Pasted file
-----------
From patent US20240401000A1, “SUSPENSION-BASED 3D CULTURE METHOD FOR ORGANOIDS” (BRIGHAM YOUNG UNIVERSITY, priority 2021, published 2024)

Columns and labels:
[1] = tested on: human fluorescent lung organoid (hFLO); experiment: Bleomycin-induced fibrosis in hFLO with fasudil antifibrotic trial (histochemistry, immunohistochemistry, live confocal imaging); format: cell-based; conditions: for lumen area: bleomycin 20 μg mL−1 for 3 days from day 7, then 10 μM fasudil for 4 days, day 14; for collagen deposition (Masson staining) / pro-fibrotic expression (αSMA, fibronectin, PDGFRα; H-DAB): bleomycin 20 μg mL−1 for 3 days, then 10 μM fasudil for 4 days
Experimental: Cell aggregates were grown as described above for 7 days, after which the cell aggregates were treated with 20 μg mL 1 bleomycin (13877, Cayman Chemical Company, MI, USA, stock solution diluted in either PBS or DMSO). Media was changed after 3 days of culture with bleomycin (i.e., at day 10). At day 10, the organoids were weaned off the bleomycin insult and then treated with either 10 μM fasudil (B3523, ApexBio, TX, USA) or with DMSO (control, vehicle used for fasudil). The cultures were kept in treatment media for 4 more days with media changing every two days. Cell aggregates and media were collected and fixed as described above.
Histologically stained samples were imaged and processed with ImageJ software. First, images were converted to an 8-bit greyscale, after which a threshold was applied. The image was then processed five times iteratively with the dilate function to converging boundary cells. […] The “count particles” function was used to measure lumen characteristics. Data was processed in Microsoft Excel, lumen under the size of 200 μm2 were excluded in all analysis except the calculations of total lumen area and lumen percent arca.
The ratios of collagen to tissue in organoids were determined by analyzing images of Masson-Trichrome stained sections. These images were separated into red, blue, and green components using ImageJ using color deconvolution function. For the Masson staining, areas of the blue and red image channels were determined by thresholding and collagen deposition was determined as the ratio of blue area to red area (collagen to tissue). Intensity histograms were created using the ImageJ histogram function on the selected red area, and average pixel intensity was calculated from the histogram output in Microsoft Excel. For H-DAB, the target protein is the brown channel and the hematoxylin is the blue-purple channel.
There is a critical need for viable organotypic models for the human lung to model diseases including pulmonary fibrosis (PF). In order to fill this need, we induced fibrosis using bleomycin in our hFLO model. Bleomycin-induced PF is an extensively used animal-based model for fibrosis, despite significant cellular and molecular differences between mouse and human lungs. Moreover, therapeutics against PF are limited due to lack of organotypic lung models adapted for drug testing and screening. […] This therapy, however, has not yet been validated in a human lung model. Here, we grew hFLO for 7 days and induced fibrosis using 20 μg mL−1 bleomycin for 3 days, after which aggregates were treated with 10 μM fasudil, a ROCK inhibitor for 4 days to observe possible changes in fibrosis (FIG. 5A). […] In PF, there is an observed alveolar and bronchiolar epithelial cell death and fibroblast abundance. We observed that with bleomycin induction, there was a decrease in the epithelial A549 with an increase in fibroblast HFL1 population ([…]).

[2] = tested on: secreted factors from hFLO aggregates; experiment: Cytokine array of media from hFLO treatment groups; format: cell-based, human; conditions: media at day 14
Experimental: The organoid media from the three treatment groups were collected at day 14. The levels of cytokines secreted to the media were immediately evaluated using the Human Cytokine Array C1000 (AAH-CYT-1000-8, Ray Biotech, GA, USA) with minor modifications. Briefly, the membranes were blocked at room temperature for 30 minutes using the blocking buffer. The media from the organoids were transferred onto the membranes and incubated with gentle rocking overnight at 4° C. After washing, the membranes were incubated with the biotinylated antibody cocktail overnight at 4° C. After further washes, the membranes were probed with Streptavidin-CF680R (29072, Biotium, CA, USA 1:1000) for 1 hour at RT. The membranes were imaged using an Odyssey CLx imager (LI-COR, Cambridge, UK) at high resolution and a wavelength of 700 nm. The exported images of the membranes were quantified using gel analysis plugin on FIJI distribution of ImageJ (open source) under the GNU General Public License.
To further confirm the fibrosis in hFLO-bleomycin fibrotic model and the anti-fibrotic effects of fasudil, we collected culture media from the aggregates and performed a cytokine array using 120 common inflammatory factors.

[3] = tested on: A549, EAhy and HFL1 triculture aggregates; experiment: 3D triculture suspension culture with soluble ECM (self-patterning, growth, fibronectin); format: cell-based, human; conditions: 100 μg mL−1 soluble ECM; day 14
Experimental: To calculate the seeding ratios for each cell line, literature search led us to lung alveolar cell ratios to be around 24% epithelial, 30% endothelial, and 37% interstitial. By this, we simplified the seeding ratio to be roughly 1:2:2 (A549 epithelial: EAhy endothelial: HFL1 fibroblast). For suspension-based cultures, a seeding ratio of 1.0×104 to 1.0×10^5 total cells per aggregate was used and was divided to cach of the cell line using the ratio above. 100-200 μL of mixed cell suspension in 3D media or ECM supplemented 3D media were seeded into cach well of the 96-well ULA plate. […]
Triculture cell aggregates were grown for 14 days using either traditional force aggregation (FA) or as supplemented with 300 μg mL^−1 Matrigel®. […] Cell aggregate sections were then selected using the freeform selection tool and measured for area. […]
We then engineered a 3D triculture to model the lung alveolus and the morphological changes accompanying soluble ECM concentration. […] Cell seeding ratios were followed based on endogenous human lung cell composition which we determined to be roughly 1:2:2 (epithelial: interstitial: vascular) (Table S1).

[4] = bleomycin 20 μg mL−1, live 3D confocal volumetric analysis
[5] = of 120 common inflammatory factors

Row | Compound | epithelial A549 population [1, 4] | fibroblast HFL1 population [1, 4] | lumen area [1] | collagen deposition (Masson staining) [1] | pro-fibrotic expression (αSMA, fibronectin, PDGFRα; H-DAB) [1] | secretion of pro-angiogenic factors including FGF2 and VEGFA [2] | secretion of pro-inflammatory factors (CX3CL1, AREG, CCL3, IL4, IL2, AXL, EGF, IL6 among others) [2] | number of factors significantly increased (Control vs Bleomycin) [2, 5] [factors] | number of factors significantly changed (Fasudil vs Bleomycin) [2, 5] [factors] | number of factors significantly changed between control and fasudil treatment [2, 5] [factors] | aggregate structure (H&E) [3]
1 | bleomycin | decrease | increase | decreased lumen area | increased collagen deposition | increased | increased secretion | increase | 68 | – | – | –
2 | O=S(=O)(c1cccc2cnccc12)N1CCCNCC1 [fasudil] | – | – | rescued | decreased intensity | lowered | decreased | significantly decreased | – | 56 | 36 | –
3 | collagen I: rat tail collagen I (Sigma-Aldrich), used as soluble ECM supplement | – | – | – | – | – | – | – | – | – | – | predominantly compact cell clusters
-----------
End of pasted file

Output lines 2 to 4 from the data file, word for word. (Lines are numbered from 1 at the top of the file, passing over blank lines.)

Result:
Columns and labels:
[1] = tested on: human fluorescent lung organoid (hFLO); experiment: Bleomycin-induced fibrosis in hFLO with fasudil antifibrotic trial (histochemistry, immunohistochemistry, live confocal imaging); format: cell-based; conditions: for lumen area: bleomycin 20 μg mL−1 for 3 days from day 7, then 10 μM fasudil for 4 days, day 14; for collagen deposition (Masson staining) / pro-fibrotic expression (αSMA, fibronectin, PDGFRα; H-DAB): bleomycin 20 μg mL−1 for 3 days, then 10 μM fasudil for 4 days
Experimental: Cell aggregates were grown as described above for 7 days, after which the cell aggregates were treated with 20 μg mL 1 bleomycin (13877, Cayman Chemical Company, MI, USA, stock solution diluted in either PBS or DMSO). Media was changed after 3 days of culture with bleomycin (i.e., at day 10). At day 10, the organoids were weaned off the bleomycin insult and then treated with either 10 μM fasudil (B3523, ApexBio, TX, USA) or with DMSO (control, vehicle used for fasudil). The cultures were kept in treatment media for 4 more days with media changing every two days. Cell aggregates and media were collected and fixed as described above.